Nosemonkey's EUtopia

In search of a European identity

On passionate Eurosceptics

The argument that the EU political elite take a patronising tone towards the electorate is an easy one to make. There has long been a tendency in Brussels to ignore or brush over the opinions of the little people, and to avoid too much democratic involvement in the EU project.

The reason for this is simple – even the most fervently pro-EU types are aware that gaining agreement between 12, 15, 25 or 27 governments of the various member states is well nigh impossible (witness the recent difficulties leading up to the watered-down new treaty). To gain a majority of votes from the electorate in every single member state would be categorically impossible. With no continent-wide party machine to mobilise the electorate and spread the message, local concerns will always get in the way in EU elections.

Part of the thinking is also – a mindset common in politics, though rarely able to be expressed in western democratic societies – that the electorate is fundamentally stupid and incapable of understanding the subtleties of policy debate.

When it comes to the EU, the big problem in shaking off this “the electorate is stupid” attitude is that when hunting around for anti-EU voices, the idiotic, over-excitable and outright rude ones are far easier to find. Witness the comments on Commissioner Margot Wallstrom‘s blog, the EU Referendum blog, or at the Guardian’s Comment is Free (on the rare occasions they discuss the EU).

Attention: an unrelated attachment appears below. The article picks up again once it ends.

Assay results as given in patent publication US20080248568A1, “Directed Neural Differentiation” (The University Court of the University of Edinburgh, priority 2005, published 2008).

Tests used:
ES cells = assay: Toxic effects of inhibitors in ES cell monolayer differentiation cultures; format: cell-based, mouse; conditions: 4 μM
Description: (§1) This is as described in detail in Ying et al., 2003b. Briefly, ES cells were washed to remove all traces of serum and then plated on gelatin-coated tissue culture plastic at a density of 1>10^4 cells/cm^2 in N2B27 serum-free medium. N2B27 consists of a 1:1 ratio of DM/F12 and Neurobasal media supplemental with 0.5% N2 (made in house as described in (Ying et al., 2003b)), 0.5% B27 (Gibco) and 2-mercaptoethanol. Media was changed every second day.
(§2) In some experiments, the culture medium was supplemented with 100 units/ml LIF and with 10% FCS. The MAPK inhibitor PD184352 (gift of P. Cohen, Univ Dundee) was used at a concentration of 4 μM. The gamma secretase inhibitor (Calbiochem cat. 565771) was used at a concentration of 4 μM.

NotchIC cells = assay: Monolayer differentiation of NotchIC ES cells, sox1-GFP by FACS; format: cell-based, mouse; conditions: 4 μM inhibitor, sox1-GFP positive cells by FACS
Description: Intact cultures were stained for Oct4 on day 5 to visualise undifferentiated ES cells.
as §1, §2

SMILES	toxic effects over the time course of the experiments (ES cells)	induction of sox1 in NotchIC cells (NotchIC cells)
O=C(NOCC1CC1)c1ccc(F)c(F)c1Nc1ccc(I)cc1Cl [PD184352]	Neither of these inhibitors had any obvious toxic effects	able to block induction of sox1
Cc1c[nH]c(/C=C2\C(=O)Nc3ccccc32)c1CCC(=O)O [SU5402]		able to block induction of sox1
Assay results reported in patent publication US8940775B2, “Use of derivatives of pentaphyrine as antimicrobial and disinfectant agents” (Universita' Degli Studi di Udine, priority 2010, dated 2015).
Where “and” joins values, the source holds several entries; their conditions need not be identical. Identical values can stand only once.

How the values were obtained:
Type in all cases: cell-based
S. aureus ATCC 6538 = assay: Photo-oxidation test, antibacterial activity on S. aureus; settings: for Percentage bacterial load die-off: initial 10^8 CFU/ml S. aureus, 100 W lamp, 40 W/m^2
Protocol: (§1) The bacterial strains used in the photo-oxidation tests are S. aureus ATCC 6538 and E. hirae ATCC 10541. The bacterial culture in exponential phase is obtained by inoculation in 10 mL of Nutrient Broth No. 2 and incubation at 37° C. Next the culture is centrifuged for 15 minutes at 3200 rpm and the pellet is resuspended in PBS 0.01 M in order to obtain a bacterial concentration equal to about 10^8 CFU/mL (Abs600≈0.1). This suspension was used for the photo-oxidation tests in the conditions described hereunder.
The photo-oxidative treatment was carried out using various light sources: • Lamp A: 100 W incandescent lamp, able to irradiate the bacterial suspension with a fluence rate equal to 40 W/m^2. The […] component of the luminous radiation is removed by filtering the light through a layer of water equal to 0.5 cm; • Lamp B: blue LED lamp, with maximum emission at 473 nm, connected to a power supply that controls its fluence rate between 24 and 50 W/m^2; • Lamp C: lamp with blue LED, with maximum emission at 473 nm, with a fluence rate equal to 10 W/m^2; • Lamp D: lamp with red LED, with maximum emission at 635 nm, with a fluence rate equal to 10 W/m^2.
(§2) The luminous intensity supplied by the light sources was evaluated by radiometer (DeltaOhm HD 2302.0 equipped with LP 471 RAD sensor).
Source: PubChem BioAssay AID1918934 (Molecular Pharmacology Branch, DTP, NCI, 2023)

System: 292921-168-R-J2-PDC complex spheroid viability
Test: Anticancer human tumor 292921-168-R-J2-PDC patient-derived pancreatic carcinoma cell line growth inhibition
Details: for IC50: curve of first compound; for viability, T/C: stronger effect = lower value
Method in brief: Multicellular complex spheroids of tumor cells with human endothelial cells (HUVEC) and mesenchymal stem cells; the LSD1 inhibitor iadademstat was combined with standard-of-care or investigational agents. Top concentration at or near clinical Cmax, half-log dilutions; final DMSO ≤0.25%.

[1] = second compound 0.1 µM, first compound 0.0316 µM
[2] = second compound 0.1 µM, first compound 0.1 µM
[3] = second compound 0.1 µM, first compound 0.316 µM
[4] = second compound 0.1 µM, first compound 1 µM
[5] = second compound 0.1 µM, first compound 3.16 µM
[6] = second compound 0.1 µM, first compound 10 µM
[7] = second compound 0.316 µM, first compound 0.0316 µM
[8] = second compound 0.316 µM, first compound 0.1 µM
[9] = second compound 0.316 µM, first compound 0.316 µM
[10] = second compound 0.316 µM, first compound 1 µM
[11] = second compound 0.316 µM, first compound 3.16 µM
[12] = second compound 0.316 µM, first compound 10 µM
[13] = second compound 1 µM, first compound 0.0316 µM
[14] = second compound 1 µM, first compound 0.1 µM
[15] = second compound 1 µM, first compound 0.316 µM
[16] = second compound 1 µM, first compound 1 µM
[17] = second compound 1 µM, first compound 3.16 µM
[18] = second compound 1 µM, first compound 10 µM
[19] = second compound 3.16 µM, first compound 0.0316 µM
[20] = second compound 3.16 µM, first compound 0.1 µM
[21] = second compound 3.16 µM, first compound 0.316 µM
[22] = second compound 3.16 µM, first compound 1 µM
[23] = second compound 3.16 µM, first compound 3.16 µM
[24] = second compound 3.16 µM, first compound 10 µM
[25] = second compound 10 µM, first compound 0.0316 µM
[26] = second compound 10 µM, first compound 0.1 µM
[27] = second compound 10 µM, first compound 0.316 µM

For every sensible, knowledgeable and literate anti-EU type, like Daniel Hannan, Bill Jamieson and EU Referendum’s Richard North (when he’s not playing to the crowd), there appear to be a thousand stereotypically over-excited raving cliches.

By all means be passionate about your beliefs. If you genuinely think that the EU is sucking all that remains to be proud of out of this once-great nation, then anger’s probably moderately understandable.

But bear in mind that you may come across as a nutter – especially if you don’t actually bother to read the arguments of your opponents in full. This is only going to damage your cause.

What I am advocating is that you all take a bit of time to step back and take stock of the new situation – as here (though, contrary to popular belief, I am in favour of a referendum and a “no” vote, on the off-chance we can end up with something better eventually…) – and analyse the new text in detail – as here – to find more things to rationally and reasonably complain about.

In other news, everyone should read this rather handy explanation of why the new treaty, erm… isn’t actually a constitution, despite the similarities to the old constitution text, and the desperate, last-ditch efforts of the Eurosceptic press to whip up yet more of a frenzy amongst our well-meaning but over-excitable Eurosceptic friends.


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